When Sir Tim Berners-Lee created the World Wide Web in 1991, he surely couldn’t have imagined how it would become inextricably enmeshed in our daily lives. Today, with 4G mobile broadband, smartphones packing dual core processors, and tablets offering 128 gigabytes of storage, the world (and its eponymous web) is quite literally in the palms of our hands.
Modern software utilises the incredible speed and flexibility of the web to run complex interactive applications through our web browsers. These applications can include software packages like Google Docs (effectively a full word processor, but hosted remotely), or web-based email packages like Yahoo, where users log into a webpage before being able to view messages and search for keywords. A web application should merge seamlessly with the basic website itself, and it seems a long time ago that most websites were passive, static affairs with clickable links as their only form of interactivity.
If you’re app-y and you know it…
Web applications are so commonplace nowadays that we barely even notice them, but their distinguishing characteristic is their interactivity. If they can only be used with an active internet connection, they can be described as a web app - examples of the genre include online shopping, website gaming, message boards, user-edited content sites and satellite mapping. One of the biggest attractions of a web application course is that the potential for developing new (or better) applications is almost boundless.
In the frame
If you visit enough websites, you might start to notice some similarities between the way web applications work. This is because they tend to use a set number of programming languages, but also because software developers have created a series of basic frameworks, to help the producers of apps to concentrate on the important (or bespoke) elements of their apps, while using off-the-shelf templates or mechanisms for elements like data entry fields. On the one hand, that makes a career as a web developer considerably easier, but on the other hand, it requires teams of crack programmers to create new templates and frameworks for future use by third parties.
These frameworks take the grind out of creating new web applications, enabling people to focus on the fun elements like aesthetics and interactivity. Web application courses will typically encourage students to use frameworks, saving time on programming and allowing people to design frontends – the parts of the site that are actually seen and used.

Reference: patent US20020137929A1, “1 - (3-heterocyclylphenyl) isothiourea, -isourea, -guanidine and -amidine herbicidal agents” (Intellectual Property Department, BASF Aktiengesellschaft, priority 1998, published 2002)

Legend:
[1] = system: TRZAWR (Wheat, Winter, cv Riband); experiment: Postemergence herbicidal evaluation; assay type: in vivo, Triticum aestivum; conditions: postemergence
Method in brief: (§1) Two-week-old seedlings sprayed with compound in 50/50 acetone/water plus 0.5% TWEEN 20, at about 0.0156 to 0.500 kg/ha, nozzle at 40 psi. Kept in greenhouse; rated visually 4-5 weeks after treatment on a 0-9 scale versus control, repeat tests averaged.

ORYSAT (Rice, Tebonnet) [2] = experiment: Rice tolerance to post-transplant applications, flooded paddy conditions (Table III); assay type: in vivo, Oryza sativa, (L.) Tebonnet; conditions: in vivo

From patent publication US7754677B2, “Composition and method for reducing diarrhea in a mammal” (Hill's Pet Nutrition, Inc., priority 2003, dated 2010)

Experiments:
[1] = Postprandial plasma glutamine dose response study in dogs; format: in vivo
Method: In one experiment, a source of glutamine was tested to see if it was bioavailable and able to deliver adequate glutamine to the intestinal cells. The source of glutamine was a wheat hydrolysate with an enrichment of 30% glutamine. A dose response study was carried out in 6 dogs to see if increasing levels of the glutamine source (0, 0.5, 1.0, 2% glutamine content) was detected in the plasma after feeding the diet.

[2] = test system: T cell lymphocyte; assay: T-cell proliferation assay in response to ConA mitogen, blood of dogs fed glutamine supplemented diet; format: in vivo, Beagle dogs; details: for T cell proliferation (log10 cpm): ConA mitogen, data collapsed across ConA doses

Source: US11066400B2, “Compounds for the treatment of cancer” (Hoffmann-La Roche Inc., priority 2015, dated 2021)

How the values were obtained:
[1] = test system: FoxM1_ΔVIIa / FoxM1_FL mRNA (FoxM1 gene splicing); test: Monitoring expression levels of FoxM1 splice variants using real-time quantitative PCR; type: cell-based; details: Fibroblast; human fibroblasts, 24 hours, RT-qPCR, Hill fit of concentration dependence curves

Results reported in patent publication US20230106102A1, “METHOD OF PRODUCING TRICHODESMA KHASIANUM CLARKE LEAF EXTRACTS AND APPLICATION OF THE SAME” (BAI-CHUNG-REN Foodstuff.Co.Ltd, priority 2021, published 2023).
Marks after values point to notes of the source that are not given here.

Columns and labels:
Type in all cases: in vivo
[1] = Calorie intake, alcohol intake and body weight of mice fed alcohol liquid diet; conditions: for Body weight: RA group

You’re speaking my language
Despite the rich diversity of web applications in current circulation, these apps tend to be written using one of a limited number of coding languages. Anyone interested in studying a web application course might also be advised to consider a supplementary course in one of these languages:
1. HTML5. Early versions of HTML were basic and functional, but HTML5 is the first generation of this iconic website programming language designed to provide full interactivity and functionality, rather than relying on third-party software like Adobe Flash. Hyper Text Markup Language is relatively easy to understand, and if you simultaneously press the CTRL and U buttons on your PC’s keyboard right now, you will see the HTML coding used for this page.
2. Java. This is based on another common programming language – C++. Java prides itself on universal compatibility, and the fact that programmers can create one application that will work on almost any device has seen Java become one of the most popular programming languages in the world.
4. PHP. Another common scripting language for web applications, PHP markets itself on being quick and flexible. It was launched in the same year as Java (1995), and the presence of thousands of different functions allows users to be as creative with their web applications as they wish.
On course for success
The variety and choice of web application courses on offer reflects the sheer diversity of apps themselves. Students may wish to study a specific package like Symfony, Grails or Apache MyFaces. They might want to learn about the programming languages underpinning these packages, as discussed in the previous section, or they may wish to specialise in performance-testing existing applications.
Choosing a shortlist of the most suitable or interesting web application courses may even depend on existing knowledge or experience in related areas. Anyone used to basic HTML coding will find HTML5 easy to understand, while a track record of involvement with C++ would stand anyone in good stead for working with Java or its AJAX off-shoot.
By Neil Cumins